How To Replace A Kitchen Benchtop

  • How To Replace A Benchtop

The benchtop can visually dominate a kitchen, so if it’s showing its age it can bring down the overall look of the space.
You need to measure to the exact millimetre before ordering a new benchtop, then plan the installation carefully for the best results. 
TIP Take your measurements to the special orders desk of your local Bunnings to order the benchtop.

Draw an accurate sketch

Before you begin, ask for measuring instructions from your supplier. 
The most accurate method is to order the benchtop using the existing one as a template.
Alternatively, measure the cabinet dimensions and make a sketch of your kitchen. 
Indicate where the ends of the benchtop don’t butt into a wall and end caps are needed.
The supplier will convert these details to a benchtop order, including allowances for overhangs.

Cut a mason’s mitre

A mason’s mitre is a type of joint traditionally used in stonework but now commonly used for benchtops. 
The two parts being joined meet as a butt joint with a small mitre at the inside edge. 
This reduces wastage and makes the corner easier to install.
Straight 2400 x 600 x 25mm lengths of laminate benchtop are available for as little as $99. 
If your layout has internal corners, we suggest you get the mason’s mitre cut by a specialist. 
It’s also best to call in the experts to help install a U-shaped bench enclosed by walls.

Installation guide 

To avoid unpleasant surprises, follow this checklist.

MEASURE YOUR CABINETS carefully, because if they are a different size from the standard 560mm depth, you’ll have to order custom benchtops.

CHECK THE THICKNESS of the old benchtop. This is particularly important if the splashback rests on the old benchtop and is being left in situ, because if the new benchtop is a different thickness, it will not fit properly.

USE A STRAIGHTEDGE to check the walls are straight and use the 3-4-5 method to check the inside corners are exactly 90º.

If the long side of the triangle deviates more than about 5mm in 1500mm, discuss the situation with the supplier. 

They may be able to cut the mitre to compensate for a corner that is severely out of square.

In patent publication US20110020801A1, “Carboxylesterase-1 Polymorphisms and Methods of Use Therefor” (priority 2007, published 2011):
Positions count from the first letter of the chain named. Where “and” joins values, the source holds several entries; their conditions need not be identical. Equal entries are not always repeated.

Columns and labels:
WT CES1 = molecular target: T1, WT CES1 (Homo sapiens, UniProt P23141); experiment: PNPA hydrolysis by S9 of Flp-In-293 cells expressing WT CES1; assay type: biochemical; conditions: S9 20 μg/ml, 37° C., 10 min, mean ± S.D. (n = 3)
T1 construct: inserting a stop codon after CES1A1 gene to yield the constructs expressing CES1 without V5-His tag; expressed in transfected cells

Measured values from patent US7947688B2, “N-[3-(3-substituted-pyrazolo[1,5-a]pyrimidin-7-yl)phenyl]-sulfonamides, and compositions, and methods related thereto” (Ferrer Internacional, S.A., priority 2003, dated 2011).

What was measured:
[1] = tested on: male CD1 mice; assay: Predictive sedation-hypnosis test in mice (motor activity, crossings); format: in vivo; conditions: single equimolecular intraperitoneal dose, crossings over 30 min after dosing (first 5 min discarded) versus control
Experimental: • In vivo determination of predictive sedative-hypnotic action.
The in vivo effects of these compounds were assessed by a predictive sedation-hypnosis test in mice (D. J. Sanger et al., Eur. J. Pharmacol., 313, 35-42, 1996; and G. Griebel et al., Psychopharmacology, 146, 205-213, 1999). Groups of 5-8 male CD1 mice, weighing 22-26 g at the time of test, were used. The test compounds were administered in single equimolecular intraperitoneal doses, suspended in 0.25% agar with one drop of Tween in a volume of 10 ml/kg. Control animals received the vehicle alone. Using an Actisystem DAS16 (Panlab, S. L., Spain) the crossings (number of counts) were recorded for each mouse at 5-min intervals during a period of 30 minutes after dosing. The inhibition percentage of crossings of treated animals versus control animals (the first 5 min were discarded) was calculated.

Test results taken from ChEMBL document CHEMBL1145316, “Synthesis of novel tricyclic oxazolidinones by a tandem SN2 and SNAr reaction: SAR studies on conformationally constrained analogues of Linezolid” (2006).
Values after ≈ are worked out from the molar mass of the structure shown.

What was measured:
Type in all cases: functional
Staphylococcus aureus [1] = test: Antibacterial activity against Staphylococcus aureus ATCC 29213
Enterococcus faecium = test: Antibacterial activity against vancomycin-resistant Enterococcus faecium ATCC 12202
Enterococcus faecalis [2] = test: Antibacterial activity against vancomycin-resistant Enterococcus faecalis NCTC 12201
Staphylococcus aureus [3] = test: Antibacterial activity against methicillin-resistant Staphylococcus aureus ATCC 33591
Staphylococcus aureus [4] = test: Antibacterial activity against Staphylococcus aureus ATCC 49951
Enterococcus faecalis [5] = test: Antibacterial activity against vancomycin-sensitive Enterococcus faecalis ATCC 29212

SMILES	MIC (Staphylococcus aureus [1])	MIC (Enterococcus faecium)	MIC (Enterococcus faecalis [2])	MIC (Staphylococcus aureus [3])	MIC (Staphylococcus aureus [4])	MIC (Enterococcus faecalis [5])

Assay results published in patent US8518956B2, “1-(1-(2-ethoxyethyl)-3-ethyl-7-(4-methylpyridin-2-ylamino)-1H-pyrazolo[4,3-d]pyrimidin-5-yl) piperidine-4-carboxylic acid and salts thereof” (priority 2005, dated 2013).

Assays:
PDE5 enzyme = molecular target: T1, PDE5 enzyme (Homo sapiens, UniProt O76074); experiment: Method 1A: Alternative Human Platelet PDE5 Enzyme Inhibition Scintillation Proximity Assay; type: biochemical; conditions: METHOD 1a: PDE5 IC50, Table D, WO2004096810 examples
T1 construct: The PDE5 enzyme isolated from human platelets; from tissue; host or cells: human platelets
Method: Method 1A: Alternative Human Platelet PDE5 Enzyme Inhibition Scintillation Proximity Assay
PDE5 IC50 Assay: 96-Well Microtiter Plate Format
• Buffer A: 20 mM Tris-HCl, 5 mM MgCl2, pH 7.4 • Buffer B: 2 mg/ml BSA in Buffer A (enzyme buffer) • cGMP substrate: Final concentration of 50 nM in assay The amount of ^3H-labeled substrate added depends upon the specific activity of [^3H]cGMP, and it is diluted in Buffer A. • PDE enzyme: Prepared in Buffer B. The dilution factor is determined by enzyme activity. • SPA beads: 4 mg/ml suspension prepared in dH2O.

Step 1. Remove the old benchtop

Shut off the water supply then disconnect the plumbing. Unclip the sink, prying up the edges to remove it. Inspect the underside of the benchtop and remove all screws securing it. Slice through the silicone along the splashback then lift out the benchtop.

Step 2. Scribe the benchtop

Position the new benchtop and check the back edge fits along the walls. If the walls aren’t straight and there are visible gaps wider than 5mm, apply masking tape to the laminate edge then use a pencil and compass to mark a scribe line onto the tape.

Step 3. Trim the edges

Remove the benchtop and clamp it firmly on a pair of sawhorses. Use a belt sander fitted with an 80 grit belt to carefully sand to the scribe line. Replace the top and check the fit against the walls, making sure the front is parallel with the cabinet faces.

Step 4. Check the overhang

Use the compass or a steel rule to measure the benchtop overhang is at the required distance at the stove and refrigerator openings. If the appliances fit tightly between the cabinets, the capped overhang can be reduced by scribing and sanding the other end.

Step 5. Join the mitre

Apply a continuous bead of clear silicone along the raw edges of the joint then push the pieces together and add the connector bolts. Use a hammer and scrap timber to tap along the joint from above until the surfaces are flush then tighten the bolts fully

Step 6. Secure the benchtop

Drill pilot holes through the cabinet attachment cleats and secure the top using 30mm x 8g particleboard screws. Hold the top down to keep it from lifting as the screws are secured. TIP If cleats aren’t available, use metal angle brackets and shorter screws.

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